Presentation Title

Tracking Leadership of UN Specialized Organizations: The Rise of China

Presentation Type

Oral Presentation

Keywords

China, United Nations, specialized organizations, multilateralism, US foreign policy, soft power, global influence

Department

International Studies and Languages

Major

International Studies, Emphasis Political Science

Abstract

The U.S. foreign policy apparatus has been increasingly concerned with the rise of Chinese influence in multilateral institutions over the past decade. The height of alarmism was reached over the summer of 2020 when Chinese officials held directorship positions of four of fifteen United Nations specialized organizations and were poised to earn a fifth. To test this hypothesis, our research tracks the nationality of leadership of all fifteen of the UN specialized organizations over time to examine whether this widely perceived Chinese ascendance is supported by the historical trends in leadership since the founding of the UN post-World War II. Our analysis confirms these anecdotal reports and finds that U.S. leadership of UN agencies has declined in recent years while China’s leadership is increasing rapidly. We offer insight into the scope of influence that states enjoy with increased leadership in multilateral specialized organizations and possible future effects of a China-dominated multilateral sphere.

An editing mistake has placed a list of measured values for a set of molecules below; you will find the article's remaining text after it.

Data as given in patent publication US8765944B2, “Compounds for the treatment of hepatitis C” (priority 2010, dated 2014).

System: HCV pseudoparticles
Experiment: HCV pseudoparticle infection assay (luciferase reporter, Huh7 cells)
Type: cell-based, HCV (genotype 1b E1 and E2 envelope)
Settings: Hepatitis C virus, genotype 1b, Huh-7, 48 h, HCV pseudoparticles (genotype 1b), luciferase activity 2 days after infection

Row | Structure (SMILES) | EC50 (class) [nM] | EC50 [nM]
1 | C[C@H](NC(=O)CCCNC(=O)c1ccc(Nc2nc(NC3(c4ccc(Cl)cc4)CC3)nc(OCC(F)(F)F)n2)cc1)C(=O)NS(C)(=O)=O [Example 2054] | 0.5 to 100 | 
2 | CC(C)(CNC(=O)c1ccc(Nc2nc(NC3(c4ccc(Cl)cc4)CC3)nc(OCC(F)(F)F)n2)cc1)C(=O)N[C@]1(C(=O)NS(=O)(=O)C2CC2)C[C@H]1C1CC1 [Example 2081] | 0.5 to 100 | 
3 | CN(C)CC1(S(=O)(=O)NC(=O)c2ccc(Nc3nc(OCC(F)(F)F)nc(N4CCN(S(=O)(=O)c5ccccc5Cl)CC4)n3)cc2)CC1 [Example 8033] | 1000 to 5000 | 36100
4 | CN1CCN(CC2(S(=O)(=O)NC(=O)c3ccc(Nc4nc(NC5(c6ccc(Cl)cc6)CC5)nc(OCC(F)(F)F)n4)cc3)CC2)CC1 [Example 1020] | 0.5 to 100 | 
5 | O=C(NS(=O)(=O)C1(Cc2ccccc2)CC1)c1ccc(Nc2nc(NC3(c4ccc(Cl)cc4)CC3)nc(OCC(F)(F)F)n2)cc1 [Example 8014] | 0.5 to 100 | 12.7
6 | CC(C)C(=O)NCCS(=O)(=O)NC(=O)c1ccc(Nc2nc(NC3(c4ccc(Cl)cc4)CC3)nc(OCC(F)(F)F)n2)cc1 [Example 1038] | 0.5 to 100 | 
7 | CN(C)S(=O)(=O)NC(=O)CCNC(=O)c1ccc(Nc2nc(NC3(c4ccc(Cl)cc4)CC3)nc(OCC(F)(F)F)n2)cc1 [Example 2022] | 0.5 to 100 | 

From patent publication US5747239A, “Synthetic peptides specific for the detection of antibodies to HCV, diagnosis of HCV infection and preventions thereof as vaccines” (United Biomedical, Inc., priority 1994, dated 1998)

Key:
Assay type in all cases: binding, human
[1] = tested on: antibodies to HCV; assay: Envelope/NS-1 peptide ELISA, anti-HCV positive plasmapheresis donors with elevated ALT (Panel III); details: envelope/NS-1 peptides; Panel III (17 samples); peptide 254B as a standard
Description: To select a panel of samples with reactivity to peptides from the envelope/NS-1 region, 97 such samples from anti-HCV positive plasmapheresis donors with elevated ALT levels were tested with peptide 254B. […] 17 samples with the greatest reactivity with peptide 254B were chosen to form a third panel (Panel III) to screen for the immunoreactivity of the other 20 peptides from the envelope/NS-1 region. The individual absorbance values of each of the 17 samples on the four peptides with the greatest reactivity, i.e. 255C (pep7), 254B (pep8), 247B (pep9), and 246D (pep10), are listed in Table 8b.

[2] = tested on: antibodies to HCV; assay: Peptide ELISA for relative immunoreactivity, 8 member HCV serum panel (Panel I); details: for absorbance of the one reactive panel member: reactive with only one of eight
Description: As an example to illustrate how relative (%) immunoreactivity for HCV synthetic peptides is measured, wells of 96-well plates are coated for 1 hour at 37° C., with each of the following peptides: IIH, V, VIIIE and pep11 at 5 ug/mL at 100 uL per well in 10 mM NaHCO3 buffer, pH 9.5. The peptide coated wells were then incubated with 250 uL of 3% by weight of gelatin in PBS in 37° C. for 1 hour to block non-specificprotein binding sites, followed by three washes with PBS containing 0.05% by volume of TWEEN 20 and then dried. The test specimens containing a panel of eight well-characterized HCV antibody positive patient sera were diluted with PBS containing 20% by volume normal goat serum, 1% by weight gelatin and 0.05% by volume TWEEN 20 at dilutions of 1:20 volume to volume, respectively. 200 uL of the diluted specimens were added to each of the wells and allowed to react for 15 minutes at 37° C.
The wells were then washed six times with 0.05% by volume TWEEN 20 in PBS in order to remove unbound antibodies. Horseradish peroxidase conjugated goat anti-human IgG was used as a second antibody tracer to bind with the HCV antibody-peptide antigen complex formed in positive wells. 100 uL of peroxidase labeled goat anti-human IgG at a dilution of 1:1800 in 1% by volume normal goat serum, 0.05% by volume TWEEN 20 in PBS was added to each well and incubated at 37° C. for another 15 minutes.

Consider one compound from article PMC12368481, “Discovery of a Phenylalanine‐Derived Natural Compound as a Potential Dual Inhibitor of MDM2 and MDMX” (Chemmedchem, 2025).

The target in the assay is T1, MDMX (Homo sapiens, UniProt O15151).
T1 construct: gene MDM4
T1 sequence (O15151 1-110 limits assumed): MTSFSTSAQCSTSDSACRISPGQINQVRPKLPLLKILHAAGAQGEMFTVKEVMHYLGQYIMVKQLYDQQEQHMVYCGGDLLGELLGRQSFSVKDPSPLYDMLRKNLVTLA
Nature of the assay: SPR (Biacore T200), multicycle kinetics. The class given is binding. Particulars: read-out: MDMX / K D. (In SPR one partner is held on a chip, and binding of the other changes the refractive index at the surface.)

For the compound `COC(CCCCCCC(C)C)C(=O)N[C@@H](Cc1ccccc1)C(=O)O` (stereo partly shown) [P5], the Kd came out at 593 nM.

Keywords: China, United Nations, specialized organizations, multilateralism, U.S. foreign policy, soft power, global influence

Faculty Mentor

Dr. Felicity Vabulas

Funding Source or Research Program

Not Identified

Presentation Session

Session C

Start Date

23-4-2021 3:30 PM

End Date

23-4-2021 3:45 PM

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Apr 23rd, 3:30 PM Apr 23rd, 3:45 PM

Tracking Leadership of UN Specialized Organizations: The Rise of China

The U.S. foreign policy apparatus has been increasingly concerned with the rise of Chinese influence in multilateral institutions over the past decade. The height of alarmism was reached over the summer of 2020 when Chinese officials held directorship positions of four of fifteen United Nations specialized organizations and were poised to earn a fifth. To test this hypothesis, our research tracks the nationality of leadership of all fifteen of the UN specialized organizations over time to examine whether this widely perceived Chinese ascendance is supported by the historical trends in leadership since the founding of the UN post-World War II. Our analysis confirms these anecdotal reports and finds that U.S. leadership of UN agencies has declined in recent years while China’s leadership is increasing rapidly. We offer insight into the scope of influence that states enjoy with increased leadership in multilateral specialized organizations and possible future effects of a China-dominated multilateral sphere.

Keywords: China, United Nations, specialized organizations, multilateralism, U.S. foreign policy, soft power, global influence